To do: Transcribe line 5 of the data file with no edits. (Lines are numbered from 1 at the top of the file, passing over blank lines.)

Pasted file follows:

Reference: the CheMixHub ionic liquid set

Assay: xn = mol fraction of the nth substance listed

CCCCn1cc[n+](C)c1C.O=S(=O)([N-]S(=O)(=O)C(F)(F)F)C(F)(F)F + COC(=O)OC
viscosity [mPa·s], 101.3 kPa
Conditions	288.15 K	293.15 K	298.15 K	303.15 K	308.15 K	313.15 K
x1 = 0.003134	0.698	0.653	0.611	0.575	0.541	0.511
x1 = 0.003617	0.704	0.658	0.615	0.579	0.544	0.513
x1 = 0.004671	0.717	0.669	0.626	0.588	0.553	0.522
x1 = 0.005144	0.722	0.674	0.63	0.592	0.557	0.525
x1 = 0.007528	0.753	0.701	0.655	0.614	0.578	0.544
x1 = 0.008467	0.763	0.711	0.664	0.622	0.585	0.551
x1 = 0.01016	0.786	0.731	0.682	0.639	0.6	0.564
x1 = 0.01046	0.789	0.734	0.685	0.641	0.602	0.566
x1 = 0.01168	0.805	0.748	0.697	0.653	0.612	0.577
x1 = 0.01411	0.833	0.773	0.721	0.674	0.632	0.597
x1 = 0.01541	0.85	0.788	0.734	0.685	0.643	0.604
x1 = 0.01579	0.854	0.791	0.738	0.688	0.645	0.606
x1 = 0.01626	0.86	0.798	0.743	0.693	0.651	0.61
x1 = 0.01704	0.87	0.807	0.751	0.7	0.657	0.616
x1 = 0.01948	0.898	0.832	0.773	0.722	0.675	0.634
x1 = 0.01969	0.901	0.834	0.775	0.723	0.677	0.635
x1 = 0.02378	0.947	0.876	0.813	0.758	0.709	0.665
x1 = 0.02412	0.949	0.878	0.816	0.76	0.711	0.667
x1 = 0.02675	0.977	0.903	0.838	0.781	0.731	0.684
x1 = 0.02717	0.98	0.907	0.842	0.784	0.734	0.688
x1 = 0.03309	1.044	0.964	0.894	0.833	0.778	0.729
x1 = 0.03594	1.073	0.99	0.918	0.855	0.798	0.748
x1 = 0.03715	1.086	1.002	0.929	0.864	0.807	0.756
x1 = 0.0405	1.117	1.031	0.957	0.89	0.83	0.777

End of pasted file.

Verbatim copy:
Conditions	288.15 K	293.15 K	298.15 K	303.15 K	308.15 K	313.15 K